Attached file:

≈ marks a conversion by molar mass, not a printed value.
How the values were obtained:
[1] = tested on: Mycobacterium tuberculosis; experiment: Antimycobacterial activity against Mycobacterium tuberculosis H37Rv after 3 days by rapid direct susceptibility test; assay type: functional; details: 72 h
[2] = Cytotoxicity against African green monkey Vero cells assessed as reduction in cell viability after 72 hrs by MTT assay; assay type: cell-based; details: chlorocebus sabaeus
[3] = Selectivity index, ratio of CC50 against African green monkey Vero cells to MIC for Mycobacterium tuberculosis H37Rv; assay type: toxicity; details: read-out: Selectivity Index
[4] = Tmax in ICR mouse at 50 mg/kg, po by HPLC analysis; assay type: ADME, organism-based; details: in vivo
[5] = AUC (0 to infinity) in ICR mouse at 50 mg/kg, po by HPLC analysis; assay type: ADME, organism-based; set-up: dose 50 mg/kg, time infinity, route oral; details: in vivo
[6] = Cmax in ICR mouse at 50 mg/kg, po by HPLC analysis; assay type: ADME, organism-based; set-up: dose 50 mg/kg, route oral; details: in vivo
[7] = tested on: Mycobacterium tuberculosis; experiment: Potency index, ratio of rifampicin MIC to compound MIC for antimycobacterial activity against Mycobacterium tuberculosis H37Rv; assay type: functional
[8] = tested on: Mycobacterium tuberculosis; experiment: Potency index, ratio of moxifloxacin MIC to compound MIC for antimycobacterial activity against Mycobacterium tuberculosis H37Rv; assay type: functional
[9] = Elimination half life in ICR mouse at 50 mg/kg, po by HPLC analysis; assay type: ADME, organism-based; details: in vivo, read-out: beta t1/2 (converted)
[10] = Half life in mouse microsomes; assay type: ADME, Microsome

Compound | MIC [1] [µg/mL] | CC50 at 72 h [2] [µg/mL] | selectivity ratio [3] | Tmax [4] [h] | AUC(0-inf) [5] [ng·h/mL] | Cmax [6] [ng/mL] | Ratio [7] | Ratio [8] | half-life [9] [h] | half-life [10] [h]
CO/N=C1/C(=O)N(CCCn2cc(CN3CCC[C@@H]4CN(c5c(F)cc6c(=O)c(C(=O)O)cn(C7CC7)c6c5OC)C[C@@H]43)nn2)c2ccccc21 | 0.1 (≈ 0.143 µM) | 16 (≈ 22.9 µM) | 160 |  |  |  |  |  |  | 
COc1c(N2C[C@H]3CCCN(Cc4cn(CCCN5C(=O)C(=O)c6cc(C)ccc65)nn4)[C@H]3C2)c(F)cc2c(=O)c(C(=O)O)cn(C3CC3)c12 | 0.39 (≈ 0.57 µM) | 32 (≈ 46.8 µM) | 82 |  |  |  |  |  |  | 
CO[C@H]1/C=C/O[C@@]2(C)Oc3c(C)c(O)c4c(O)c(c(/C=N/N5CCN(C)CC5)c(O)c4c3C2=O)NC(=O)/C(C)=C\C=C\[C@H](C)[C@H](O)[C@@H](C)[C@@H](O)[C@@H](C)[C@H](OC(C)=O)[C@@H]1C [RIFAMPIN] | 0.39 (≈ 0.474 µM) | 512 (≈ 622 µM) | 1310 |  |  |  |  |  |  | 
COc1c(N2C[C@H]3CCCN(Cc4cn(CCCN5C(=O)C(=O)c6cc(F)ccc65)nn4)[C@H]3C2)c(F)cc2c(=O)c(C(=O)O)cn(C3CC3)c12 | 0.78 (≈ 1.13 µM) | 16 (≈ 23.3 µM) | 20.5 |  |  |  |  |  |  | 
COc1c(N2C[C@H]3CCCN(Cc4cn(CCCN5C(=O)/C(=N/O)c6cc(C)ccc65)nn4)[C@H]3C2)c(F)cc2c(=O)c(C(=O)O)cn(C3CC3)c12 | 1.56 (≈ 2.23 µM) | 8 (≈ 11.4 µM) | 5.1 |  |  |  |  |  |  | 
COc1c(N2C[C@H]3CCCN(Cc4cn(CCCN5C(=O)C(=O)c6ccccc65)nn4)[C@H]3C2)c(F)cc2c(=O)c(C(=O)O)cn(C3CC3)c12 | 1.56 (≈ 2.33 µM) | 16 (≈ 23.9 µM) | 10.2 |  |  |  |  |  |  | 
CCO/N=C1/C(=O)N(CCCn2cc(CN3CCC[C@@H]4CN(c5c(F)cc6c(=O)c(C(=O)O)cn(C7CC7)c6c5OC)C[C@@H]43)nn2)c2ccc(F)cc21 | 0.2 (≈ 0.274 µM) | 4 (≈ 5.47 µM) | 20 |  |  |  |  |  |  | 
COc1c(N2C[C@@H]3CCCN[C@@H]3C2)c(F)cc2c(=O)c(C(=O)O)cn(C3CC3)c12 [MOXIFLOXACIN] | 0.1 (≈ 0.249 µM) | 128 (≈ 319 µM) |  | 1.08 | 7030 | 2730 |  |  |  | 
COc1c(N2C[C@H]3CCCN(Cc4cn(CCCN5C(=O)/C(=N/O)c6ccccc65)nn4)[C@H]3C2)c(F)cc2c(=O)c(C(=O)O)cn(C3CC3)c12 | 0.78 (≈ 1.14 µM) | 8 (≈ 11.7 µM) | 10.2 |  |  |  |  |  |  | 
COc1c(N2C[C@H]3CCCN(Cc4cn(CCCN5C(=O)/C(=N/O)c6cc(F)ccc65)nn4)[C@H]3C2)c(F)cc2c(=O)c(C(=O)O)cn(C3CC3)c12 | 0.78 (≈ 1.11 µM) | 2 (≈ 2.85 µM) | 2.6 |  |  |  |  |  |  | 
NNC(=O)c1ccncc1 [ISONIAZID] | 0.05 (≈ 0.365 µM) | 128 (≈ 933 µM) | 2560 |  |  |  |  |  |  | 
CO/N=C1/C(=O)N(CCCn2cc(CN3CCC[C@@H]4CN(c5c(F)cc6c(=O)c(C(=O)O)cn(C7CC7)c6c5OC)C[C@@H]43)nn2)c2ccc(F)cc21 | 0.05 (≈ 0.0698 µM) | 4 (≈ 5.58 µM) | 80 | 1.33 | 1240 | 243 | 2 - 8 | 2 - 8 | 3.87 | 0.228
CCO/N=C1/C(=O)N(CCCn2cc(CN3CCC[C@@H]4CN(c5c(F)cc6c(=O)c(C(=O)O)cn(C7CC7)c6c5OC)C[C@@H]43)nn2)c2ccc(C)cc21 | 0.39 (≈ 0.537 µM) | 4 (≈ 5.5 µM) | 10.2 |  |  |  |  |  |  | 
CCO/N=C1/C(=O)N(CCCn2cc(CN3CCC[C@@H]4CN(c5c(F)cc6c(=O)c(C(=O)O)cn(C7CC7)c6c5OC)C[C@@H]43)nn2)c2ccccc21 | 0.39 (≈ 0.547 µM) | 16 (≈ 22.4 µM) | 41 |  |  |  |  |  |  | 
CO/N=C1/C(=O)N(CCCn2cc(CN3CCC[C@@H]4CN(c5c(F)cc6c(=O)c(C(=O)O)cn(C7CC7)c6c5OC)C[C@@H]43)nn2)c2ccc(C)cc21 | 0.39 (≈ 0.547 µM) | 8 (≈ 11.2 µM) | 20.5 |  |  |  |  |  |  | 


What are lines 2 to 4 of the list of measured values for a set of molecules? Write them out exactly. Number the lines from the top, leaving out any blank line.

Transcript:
How the values were obtained:
[1] = tested on: Mycobacterium tuberculosis; experiment: Antimycobacterial activity against Mycobacterium tuberculosis H37Rv after 3 days by rapid direct susceptibility test; assay type: functional; details: 72 h
[2] = Cytotoxicity against African green monkey Vero cells assessed as reduction in cell viability after 72 hrs by MTT assay; assay type: cell-based; details: chlorocebus sabaeus